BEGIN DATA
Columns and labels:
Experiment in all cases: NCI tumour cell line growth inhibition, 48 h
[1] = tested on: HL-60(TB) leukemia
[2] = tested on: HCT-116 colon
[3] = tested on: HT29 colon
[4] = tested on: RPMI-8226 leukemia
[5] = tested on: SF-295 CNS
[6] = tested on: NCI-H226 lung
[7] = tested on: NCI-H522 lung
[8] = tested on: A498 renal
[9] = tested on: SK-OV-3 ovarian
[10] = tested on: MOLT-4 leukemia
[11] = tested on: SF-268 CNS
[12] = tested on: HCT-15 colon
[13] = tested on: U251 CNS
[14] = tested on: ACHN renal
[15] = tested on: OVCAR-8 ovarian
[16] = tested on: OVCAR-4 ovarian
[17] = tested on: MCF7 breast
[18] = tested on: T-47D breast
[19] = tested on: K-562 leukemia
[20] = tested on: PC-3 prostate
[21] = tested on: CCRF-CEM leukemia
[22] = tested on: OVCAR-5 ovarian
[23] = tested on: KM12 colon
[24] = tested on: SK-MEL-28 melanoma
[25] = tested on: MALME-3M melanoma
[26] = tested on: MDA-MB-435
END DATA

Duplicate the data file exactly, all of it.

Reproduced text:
Columns and labels:
Experiment in all cases: NCI tumour cell line growth inhibition, 48 h
[1] = tested on: HL-60(TB) leukemia
[2] = tested on: HCT-116 colon
[3] = tested on: HT29 colon
[4] = tested on: RPMI-8226 leukemia
[5] = tested on: SF-295 CNS
[6] = tested on: NCI-H226 lung
[7] = tested on: NCI-H522 lung
[8] = tested on: A498 renal
[9] = tested on: SK-OV-3 ovarian
[10] = tested on: MOLT-4 leukemia
[11] = tested on: SF-268 CNS
[12] = tested on: HCT-15 colon
[13] = tested on: U251 CNS
[14] = tested on: ACHN renal
[15] = tested on: OVCAR-8 ovarian
[16] = tested on: OVCAR-4 ovarian
[17] = tested on: MCF7 breast
[18] = tested on: T-47D breast
[19] = tested on: K-562 leukemia
[20] = tested on: PC-3 prostate
[21] = tested on: CCRF-CEM leukemia
[22] = tested on: OVCAR-5 ovarian
[23] = tested on: KM12 colon
[24] = tested on: SK-MEL-28 melanoma
[25] = tested on: MALME-3M melanoma
[26] = tested on: MDA-MB-435